Then and Now – Bahrain Qualifying
Much has been said about how much slower the cars are this season compared to last, and doubts have been raised as to whether the current generation of cars would even be quicker than the GP2 feeder category. In Bahrain, not only did we get the first dry qualifying session of the year so far (and the opportunity to see the new generation of F1 cars at their fastest), but also got to see how they compared to GP2 at the same meeting.
First off I am pleased to be able to confirm that F1 is still faster than GP2 Joylon Palmer’s pole position time of 1’38.865 being 0.952 seconds slower than Max Chilton managed in his Marussia in qualifying.
Moving on to how they compare to last year’s cars throws up some interesting numbers. While Nico Rosberg (on pole for both 2013 and 2014) was 0.855 seconds slower than last year, Valtreri Bottas was only 0.142 seconds off the time he managed in last year’s Williams (while Felipe Massa was only 0.086 seconds away from the time Pastor Maldonado managed in the second Williams in 2013). At the other end of the scale Romain Grosjean was 2.146 seconds slower than he managed in the Lotus last year, Fernando Alonso’s Ferrari was 2.325 seconds slower and Sebastian Vettel 2.401 seconds slower in the Red Bull. The full list of drivers who haven’t changed teams and their comparative times is:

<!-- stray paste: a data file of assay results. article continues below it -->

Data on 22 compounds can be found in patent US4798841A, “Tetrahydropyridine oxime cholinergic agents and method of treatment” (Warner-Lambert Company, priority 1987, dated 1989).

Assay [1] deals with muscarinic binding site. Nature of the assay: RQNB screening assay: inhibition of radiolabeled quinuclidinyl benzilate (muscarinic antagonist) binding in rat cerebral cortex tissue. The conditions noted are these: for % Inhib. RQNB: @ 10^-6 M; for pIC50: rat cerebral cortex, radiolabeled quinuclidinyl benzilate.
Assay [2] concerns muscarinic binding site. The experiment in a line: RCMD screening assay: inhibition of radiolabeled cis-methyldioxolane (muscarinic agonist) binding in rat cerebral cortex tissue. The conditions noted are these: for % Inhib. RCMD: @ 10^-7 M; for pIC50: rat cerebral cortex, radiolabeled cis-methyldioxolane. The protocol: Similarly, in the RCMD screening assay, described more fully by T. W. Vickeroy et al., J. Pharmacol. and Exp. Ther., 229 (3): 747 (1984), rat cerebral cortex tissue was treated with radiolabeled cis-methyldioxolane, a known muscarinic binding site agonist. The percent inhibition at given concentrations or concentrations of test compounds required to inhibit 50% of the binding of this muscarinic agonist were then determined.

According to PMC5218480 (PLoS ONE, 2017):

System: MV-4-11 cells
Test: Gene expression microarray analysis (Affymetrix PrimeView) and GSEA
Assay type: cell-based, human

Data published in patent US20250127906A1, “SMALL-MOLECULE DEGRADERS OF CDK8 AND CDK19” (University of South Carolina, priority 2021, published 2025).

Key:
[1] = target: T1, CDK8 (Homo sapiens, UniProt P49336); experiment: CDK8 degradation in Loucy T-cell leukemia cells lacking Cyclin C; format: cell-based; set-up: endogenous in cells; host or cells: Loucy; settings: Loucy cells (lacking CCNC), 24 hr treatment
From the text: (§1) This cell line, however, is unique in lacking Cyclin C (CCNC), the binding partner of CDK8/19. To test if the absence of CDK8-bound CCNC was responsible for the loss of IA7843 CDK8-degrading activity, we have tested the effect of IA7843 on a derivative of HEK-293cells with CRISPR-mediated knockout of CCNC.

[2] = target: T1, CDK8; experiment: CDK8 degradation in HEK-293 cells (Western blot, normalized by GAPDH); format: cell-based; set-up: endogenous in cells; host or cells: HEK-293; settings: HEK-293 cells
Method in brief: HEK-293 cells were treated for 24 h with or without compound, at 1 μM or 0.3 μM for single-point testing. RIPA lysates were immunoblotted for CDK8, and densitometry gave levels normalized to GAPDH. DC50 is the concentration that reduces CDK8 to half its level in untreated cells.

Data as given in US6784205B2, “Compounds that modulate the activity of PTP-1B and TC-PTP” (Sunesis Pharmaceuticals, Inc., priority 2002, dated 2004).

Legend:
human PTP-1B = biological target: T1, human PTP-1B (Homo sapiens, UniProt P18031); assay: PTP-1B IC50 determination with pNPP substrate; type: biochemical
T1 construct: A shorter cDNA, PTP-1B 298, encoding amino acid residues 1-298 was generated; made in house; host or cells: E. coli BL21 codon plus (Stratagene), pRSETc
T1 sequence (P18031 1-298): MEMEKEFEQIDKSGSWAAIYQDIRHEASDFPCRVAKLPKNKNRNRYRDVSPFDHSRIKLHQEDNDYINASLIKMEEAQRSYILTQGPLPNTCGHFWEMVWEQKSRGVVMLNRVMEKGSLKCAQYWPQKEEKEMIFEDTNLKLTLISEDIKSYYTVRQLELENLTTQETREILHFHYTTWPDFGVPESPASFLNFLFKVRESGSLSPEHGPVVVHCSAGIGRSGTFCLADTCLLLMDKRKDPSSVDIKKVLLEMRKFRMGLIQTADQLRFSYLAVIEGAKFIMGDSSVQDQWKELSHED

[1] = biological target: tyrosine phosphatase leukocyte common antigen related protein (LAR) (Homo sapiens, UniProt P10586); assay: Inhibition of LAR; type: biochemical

|Driver||Time Difference 2013-14|
Button did not complete a time in Q3 2013, so his time from Q2 has been used. While it can be said that Williams and McLaren had poor 2013 seasons (so there relative improvement in form is not surprising), the fact that both Red Bull and Ferrari are performing worse than Lotus when compared to last year is a shock. With even Marussia only losing 1.1 to 1.5 seconds compared to last year (and Caterham between 1.5 and 1.8 seconds although both their drivers have changed), it appears it is the big budget teams who were perhaps least prepared for this season and the rules changes.